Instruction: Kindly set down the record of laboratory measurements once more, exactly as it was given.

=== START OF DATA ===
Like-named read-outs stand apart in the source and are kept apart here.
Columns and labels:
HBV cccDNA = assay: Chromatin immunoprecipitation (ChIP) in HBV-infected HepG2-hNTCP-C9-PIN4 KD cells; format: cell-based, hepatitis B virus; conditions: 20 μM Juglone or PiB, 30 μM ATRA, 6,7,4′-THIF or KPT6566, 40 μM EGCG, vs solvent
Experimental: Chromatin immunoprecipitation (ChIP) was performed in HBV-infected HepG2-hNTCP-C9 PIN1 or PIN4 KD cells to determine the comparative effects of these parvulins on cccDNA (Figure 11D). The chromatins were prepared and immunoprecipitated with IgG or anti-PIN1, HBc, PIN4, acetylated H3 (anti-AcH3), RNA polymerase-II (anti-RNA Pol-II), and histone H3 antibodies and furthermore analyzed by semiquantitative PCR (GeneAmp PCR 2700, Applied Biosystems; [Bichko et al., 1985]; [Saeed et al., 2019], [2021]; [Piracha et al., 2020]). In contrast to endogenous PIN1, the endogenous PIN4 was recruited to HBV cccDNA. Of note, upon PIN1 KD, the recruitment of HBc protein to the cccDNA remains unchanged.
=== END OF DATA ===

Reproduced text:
Like-named read-outs stand apart in the source and are kept apart here.
Columns and labels:
HBV cccDNA = assay: Chromatin immunoprecipitation (ChIP) in HBV-infected HepG2-hNTCP-C9-PIN4 KD cells; format: cell-based, hepatitis B virus; conditions: 20 μM Juglone or PiB, 30 μM ATRA, 6,7,4′-THIF or KPT6566, 40 μM EGCG, vs solvent
Experimental: Chromatin immunoprecipitation (ChIP) was performed in HBV-infected HepG2-hNTCP-C9 PIN1 or PIN4 KD cells to determine the comparative effects of these parvulins on cccDNA (Figure 11D). The chromatins were prepared and immunoprecipitated with IgG or anti-PIN1, HBc, PIN4, acetylated H3 (anti-AcH3), RNA polymerase-II (anti-RNA Pol-II), and histone H3 antibodies and furthermore analyzed by semiquantitative PCR (GeneAmp PCR 2700, Applied Biosystems; [Bichko et al., 1985]; [Saeed et al., 2019], [2021]; [Piracha et al., 2020]). In contrast to endogenous PIN1, the endogenous PIN4 was recruited to HBV cccDNA. Of note, upon PIN1 KD, the recruitment of HBc protein to the cccDNA remains unchanged.